The World Bank has raised Turkey's economic growth projections for the next three years, according to its Global Economic Prospects report published on Sunday.
Turkey’s economy is now expected to expand 3.5 percent in 2017, up from an estimate of three percent in January.
Last year, Turkey’s economy grew by 2.9 percent, down from 6.1 percent in 2015 and 5.2 percent in 2014.
"Turkey is projected to expand by 3.5 percent in 2017, supported by accommodative fiscal policy, and by 3.9 percent in 2018, up 0.4 percentage point from previous estimate for both years, as uncertainty abates, tourism recovers, and corporate balance sheets mend," the bank said.
“A forecast upgrade for Turkey due to the faster-than-anticipated recovery after the failed [July 2016] coup attempt is offset by a downward revision in Russia due to the extension of economic sanctions,” it argued.
Last week Russia further relaxed trade sanctions on Turkey placed in the aftermath of the downing of a Russian warplane in 2015, including sanctions in such areas as agricultural products, construction, engineering, and tourism.
The bank said the upward revision to Turkey is partially due to a reassessment of potential growth and signs of less severe effects of last year’s failed coup, which left 250 people dead and around 2,200 wounded.
Global economic growth will strengthen to 2.7 percent in 2017 as a pickup in manufacturing and trade, rising market confidence, and stabilising commodity prices allow growth to resume in commodity-exporting emerging markets and developing economies, the bank said.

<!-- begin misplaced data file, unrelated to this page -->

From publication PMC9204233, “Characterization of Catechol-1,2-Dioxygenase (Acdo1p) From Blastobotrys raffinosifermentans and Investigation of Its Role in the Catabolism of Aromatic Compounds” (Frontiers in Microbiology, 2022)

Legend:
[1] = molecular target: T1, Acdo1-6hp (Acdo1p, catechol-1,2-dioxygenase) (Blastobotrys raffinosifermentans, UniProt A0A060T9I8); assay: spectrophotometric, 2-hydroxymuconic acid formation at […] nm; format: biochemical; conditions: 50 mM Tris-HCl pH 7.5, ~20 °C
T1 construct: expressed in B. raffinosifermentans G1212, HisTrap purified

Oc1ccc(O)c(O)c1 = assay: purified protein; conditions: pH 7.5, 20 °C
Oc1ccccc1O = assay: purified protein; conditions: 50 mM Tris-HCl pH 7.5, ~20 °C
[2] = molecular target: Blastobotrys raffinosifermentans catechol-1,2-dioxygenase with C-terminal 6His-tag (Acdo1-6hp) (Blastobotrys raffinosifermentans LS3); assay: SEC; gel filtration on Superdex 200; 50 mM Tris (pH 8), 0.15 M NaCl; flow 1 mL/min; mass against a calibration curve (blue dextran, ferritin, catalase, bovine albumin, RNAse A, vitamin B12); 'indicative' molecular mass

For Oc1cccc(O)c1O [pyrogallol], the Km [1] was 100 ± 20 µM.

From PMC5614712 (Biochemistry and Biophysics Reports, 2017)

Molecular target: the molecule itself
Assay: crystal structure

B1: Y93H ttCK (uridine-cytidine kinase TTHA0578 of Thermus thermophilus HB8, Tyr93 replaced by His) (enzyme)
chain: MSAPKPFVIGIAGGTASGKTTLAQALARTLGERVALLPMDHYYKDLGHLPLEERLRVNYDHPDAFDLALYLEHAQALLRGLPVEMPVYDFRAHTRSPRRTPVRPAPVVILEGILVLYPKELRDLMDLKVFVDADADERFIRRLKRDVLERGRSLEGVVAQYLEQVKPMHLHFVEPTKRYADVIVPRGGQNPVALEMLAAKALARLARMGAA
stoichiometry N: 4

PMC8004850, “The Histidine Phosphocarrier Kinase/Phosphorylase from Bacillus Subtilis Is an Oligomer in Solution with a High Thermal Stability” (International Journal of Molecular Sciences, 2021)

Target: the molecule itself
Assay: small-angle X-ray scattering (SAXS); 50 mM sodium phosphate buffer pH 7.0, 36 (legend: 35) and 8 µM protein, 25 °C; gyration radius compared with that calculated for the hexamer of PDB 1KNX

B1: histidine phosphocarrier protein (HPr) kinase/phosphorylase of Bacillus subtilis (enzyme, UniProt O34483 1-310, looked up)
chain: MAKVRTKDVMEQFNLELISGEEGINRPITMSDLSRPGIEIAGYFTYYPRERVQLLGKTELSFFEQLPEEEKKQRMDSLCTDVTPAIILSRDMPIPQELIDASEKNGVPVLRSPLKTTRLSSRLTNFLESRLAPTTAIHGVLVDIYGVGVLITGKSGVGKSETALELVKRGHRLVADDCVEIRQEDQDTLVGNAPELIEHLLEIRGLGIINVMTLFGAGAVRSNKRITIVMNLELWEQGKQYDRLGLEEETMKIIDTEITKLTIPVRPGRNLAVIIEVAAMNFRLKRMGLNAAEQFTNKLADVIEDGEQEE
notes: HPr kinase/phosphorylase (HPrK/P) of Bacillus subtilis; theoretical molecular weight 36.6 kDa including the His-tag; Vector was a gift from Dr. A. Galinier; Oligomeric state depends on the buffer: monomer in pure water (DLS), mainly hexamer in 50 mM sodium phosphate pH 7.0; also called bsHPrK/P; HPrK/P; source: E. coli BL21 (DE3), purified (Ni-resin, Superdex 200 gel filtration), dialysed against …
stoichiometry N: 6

Growth in the world’s seven-largest emerging market economies is forecast to increase and exceed its long-term average by 2018.
“Recovering activity in these economies should have significant positive effects for growth in other emerging and developing economies and globally,” the bank added.
Populist parties could affect Europe
The bank said that in Europe, the rising influence of populist parties could re-orient policies and affect economic integration in the European Union.
“Negotiations around the exit of the United Kingdom from the European Union also carry risks. If the uncertainty persists, it could weigh on investor confidence and derail the ongoing recovery in growth,” it said.
“The reassuring news is that trade is recovering,” said Paul Romer, the bank’s chief economist. “The concern is that investment remains weak. In response, we are shifting our priorities for lending toward projects that can spur follow-on investment by the private sector.”
Growth in China is forecast to slow to 6.5 percent this year and 6.3 percent in 2018.